Some of the oil industry's fans have discovered that Americans give us money. And they say this money forced us to talk about the pollution and destruction that come along with tar sands extraction. They think we're ashamed of this. We're not. Let's talk about the real issue.
In the campaign against Northern Gateway, a horde of foreign and foreign-backed groups are teaming up to tell the government we elected that Canada shouldn't go ahead with this project. They'll pretend to speak for Canadians.
A world at the mercy of conflict oil is a hostage situation. The Iranian autocrats have declared that if the world continues to bring pressure to bear on them over their illegal nuclear program, they'll choke off world oil supplies by closing off the Strait of Hormuz. In short, that could be disastrous to a world economy that's already perilously fragile.
If Chiquita thought an oil sands boycott would win the company some easy points in the extremist environmentalist community, executives were instead faced with the disastrous fallout that comes with insulting an ethical nation proud of its respect for human rights, democracy, peace and the environment.
Brian Topp is mouthing the language of human rights, but he doesn't actually believe it. Thwarting Canadian oil sands development means protecting the worldwide oil dominance of misogynist, gay-murdering, terror-sponsoring regimes in Iran and Saudi Arabia.
The anti-oil sands agitators know that electricity is a much bigger emitter than the oil sands, but they also know that they won't get much sympathy -- or money -- from the public by going after state utility companies.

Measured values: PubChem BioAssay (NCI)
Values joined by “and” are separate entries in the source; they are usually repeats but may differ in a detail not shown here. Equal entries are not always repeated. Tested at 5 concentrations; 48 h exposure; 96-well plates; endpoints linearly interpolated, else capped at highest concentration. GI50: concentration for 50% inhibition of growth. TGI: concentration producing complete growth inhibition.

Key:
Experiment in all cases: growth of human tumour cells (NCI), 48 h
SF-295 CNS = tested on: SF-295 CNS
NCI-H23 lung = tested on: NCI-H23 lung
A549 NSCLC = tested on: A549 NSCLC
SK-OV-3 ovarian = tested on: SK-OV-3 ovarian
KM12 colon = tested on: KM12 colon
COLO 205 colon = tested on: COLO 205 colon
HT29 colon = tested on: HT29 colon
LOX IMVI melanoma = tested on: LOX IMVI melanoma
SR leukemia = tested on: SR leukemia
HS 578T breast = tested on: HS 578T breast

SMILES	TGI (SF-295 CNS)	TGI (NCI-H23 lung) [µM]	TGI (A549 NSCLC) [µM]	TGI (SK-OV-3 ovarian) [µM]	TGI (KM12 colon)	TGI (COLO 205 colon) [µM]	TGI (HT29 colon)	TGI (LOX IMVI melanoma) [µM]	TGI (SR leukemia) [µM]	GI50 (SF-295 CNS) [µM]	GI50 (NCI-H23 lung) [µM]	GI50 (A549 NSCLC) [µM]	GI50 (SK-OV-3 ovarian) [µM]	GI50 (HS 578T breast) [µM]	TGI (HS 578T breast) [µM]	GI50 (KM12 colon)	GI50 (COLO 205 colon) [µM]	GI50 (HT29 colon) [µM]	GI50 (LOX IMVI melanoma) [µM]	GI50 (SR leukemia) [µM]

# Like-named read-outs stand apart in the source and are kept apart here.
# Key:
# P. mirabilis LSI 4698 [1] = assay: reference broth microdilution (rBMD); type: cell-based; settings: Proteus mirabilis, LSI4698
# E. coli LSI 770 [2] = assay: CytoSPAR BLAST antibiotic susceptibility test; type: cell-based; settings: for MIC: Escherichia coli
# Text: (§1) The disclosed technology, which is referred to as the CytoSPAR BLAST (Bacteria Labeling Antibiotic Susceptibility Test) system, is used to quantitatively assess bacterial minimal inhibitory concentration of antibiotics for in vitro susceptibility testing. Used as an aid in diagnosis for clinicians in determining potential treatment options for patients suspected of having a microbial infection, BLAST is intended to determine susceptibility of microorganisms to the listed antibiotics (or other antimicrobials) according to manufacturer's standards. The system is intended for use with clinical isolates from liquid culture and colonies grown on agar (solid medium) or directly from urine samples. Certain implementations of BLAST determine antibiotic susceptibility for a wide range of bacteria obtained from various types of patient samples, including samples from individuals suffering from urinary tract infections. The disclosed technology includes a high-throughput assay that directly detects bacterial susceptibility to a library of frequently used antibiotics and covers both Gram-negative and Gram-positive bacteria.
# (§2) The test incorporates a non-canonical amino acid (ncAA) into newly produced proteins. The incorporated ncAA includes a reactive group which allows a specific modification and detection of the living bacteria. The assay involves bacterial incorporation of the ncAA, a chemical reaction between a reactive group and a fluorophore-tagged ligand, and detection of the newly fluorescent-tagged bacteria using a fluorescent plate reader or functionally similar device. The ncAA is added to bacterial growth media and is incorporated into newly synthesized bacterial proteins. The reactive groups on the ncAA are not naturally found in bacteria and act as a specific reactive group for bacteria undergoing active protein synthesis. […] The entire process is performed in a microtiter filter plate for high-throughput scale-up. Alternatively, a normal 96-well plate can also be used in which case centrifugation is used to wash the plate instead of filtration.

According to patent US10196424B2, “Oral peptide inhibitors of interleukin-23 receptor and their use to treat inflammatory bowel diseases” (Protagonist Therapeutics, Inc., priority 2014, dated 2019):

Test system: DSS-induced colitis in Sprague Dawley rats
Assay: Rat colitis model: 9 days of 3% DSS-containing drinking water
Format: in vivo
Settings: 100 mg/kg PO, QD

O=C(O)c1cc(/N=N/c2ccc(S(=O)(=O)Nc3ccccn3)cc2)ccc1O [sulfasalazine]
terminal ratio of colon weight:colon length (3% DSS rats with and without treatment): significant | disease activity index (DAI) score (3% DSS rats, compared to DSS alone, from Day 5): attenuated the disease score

If conspiracy theorists were truly upset about U.S. influence on Canadian infrastructure, they might also question U.S. industry and foundation funding for organizations such as Canada's right-wing Fraser Institute, which has the same charitable status as the David Suzuki Foundation.
The rules of diplomacy say that the Conservative government cannot directly attack Canada's oil competitors -- particularly the ones it finds distasteful -- so did it prime an outside entity to do so?
The move towards a carbon-free future is something we all want. The reason it hasn't arrived yet isn't because of a lack of good intentions or of trying.
The ethical oil campaign often glosses over the price we're paying to develop the tar sands. But how ethical is an industry that destroys our boreal forests, pollutes our water and drives species to extinction? It's time we stop pointing fingers at other countries and take a long hard look at how we are acting in our own backyard.